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You'll find character LCDs with parallel inputs most commonly in 16×2 and 20×4 configurations, but other widths and heights are possible. There's not much mystery behind whether they work with ATmega328P-based Arduinos: they are the go-to solution for most display requirements. Their biggest issue is their appearance. This is partially mitigated by there being displays of various quality available. But that doesn't change the basic aesthetics. If you can't tolerate the looks, you'll have to opt for a graphics display.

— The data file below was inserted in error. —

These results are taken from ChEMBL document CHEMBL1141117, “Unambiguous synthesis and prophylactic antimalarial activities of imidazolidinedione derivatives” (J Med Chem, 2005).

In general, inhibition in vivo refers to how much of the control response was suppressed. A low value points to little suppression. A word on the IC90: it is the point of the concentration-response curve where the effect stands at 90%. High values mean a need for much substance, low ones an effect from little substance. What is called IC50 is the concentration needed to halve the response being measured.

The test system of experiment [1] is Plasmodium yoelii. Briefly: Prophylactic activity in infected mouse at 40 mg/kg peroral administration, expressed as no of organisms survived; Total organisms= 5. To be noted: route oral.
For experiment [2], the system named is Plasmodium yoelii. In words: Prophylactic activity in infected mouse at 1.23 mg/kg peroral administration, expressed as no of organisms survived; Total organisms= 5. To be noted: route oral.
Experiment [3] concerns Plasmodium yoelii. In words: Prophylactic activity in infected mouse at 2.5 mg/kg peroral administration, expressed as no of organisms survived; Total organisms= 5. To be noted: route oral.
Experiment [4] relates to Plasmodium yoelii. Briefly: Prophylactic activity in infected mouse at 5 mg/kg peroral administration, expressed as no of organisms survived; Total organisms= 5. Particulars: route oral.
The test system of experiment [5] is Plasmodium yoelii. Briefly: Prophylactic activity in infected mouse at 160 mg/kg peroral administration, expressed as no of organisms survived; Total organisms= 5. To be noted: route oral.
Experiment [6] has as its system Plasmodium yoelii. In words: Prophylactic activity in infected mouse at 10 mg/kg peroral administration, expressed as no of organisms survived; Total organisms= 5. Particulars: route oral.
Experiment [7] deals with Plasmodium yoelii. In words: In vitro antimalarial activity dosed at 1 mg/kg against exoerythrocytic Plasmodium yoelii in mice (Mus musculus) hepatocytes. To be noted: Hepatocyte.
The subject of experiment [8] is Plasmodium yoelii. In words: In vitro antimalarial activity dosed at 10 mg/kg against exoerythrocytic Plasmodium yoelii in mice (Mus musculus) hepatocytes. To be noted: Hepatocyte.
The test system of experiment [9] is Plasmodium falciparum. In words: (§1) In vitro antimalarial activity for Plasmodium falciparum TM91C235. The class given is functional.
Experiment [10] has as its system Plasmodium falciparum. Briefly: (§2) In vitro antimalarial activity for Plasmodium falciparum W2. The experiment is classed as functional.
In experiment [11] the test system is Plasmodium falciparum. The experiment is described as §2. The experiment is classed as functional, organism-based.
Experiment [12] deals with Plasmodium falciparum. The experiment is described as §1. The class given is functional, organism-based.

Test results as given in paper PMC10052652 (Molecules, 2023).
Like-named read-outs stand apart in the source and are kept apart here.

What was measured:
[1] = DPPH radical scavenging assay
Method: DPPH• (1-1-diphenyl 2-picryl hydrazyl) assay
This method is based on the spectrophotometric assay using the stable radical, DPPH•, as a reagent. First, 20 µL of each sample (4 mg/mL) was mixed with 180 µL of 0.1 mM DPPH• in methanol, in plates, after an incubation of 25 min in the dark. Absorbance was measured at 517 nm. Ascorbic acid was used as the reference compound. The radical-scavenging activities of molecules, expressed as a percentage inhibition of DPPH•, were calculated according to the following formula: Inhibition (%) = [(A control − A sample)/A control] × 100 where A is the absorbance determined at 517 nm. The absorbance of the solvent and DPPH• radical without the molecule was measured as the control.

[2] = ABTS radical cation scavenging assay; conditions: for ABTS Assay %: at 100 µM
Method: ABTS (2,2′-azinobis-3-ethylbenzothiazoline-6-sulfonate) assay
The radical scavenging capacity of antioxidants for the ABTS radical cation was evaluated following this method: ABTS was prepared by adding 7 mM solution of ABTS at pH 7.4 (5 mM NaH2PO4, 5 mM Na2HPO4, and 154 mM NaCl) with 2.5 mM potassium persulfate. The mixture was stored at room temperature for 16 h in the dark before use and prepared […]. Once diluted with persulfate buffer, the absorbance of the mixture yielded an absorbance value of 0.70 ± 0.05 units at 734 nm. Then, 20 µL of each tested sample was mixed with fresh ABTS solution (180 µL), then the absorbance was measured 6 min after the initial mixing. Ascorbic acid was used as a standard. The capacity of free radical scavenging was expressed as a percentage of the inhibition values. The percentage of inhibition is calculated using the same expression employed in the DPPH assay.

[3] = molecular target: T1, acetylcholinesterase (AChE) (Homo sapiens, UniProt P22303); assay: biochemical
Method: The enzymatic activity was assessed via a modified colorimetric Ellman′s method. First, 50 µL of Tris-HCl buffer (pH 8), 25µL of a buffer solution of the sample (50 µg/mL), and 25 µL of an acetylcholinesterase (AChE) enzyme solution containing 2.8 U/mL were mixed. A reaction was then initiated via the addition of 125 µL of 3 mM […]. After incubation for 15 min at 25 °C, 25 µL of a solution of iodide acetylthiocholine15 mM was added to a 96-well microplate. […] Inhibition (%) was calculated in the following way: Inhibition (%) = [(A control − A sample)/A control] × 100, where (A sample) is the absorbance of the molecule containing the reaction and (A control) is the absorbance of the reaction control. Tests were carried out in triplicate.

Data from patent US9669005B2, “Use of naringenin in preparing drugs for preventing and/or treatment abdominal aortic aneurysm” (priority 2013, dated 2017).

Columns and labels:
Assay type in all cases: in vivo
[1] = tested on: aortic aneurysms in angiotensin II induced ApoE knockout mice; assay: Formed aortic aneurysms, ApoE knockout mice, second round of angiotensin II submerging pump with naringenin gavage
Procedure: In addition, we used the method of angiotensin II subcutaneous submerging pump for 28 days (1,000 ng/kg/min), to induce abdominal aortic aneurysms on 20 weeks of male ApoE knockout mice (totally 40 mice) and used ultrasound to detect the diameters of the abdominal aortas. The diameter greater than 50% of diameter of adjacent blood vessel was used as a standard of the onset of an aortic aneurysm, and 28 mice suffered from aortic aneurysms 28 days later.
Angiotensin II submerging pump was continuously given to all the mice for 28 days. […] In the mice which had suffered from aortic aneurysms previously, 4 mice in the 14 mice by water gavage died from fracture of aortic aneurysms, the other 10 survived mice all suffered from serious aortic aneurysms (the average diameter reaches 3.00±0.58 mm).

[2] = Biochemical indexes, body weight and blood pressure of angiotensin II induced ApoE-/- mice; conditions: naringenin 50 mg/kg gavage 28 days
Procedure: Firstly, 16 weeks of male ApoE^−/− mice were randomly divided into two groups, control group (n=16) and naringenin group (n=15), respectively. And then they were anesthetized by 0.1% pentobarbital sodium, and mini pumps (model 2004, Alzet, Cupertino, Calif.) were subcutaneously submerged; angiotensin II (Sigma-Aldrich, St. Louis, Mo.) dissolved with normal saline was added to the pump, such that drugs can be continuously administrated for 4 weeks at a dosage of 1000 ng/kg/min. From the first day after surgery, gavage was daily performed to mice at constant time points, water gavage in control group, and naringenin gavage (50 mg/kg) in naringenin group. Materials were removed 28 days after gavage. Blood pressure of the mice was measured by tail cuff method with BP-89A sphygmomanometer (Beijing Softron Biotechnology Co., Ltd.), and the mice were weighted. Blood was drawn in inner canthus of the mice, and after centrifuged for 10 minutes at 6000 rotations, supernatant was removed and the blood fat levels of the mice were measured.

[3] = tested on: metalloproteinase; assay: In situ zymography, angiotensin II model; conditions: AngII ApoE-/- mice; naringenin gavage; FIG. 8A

Arduino has a LiquidCrystal library that supports Character LCDs. In addition, there's Greg Tan's BigCrystal library, which builds on top of the LiquidCrystal library and adds support for clever double height characters. As sort of an acid test, I decided to get an idea of what the processing time and memory overhead for using BigCrystal was.